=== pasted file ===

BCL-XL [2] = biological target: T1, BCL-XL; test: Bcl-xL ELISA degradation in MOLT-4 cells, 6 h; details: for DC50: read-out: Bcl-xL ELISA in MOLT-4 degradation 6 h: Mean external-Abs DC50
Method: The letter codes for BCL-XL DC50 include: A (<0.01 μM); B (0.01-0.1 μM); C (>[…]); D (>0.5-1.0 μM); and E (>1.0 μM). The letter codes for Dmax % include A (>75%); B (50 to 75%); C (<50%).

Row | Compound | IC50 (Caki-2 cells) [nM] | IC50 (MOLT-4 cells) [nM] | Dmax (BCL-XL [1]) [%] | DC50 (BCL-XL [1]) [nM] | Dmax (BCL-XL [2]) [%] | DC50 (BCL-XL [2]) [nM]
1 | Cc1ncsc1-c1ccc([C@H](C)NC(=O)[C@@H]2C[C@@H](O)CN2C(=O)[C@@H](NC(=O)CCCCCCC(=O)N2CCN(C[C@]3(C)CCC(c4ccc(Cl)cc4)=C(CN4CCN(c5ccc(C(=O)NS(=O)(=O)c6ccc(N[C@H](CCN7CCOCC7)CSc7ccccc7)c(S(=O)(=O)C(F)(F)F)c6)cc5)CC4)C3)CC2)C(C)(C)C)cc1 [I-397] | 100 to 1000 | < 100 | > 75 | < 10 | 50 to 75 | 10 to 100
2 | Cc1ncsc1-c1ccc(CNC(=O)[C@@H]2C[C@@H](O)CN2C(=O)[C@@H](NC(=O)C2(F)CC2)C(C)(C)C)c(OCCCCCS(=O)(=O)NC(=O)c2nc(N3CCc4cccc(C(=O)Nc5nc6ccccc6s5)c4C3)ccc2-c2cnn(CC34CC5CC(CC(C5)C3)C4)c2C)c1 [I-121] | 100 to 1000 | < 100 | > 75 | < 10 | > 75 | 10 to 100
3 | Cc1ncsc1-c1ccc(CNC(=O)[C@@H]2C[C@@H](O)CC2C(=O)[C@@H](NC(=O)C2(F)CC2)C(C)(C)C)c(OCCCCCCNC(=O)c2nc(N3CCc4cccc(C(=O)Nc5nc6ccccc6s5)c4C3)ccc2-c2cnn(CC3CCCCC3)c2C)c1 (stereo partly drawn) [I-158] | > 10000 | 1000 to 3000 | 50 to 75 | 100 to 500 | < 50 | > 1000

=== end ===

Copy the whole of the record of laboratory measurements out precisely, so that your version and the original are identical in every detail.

BCL-XL [2] = biological target: T1, BCL-XL; test: Bcl-xL ELISA degradation in MOLT-4 cells, 6 h; details: for DC50: read-out: Bcl-xL ELISA in MOLT-4 degradation 6 h: Mean external-Abs DC50
Method: The letter codes for BCL-XL DC50 include: A (<0.01 μM); B (0.01-0.1 μM); C (>[…]); D (>0.5-1.0 μM); and E (>1.0 μM). The letter codes for Dmax % include A (>75%); B (50 to 75%); C (<50%).

Row | Compound | IC50 (Caki-2 cells) [nM] | IC50 (MOLT-4 cells) [nM] | Dmax (BCL-XL [1]) [%] | DC50 (BCL-XL [1]) [nM] | Dmax (BCL-XL [2]) [%] | DC50 (BCL-XL [2]) [nM]
1 | Cc1ncsc1-c1ccc([C@H](C)NC(=O)[C@@H]2C[C@@H](O)CN2C(=O)[C@@H](NC(=O)CCCCCCC(=O)N2CCN(C[C@]3(C)CCC(c4ccc(Cl)cc4)=C(CN4CCN(c5ccc(C(=O)NS(=O)(=O)c6ccc(N[C@H](CCN7CCOCC7)CSc7ccccc7)c(S(=O)(=O)C(F)(F)F)c6)cc5)CC4)C3)CC2)C(C)(C)C)cc1 [I-397] | 100 to 1000 | < 100 | > 75 | < 10 | 50 to 75 | 10 to 100
2 | Cc1ncsc1-c1ccc(CNC(=O)[C@@H]2C[C@@H](O)CN2C(=O)[C@@H](NC(=O)C2(F)CC2)C(C)(C)C)c(OCCCCCS(=O)(=O)NC(=O)c2nc(N3CCc4cccc(C(=O)Nc5nc6ccccc6s5)c4C3)ccc2-c2cnn(CC34CC5CC(CC(C5)C3)C4)c2C)c1 [I-121] | 100 to 1000 | < 100 | > 75 | < 10 | > 75 | 10 to 100
3 | Cc1ncsc1-c1ccc(CNC(=O)[C@@H]2C[C@@H](O)CC2C(=O)[C@@H](NC(=O)C2(F)CC2)C(C)(C)C)c(OCCCCCCNC(=O)c2nc(N3CCc4cccc(C(=O)Nc5nc6ccccc6s5)c4C3)ccc2-c2cnn(CC3CCCCC3)c2C)c1 (stereo partly drawn) [I-158] | > 10000 | 1000 to 3000 | 50 to 75 | 100 to 500 | < 50 | > 1000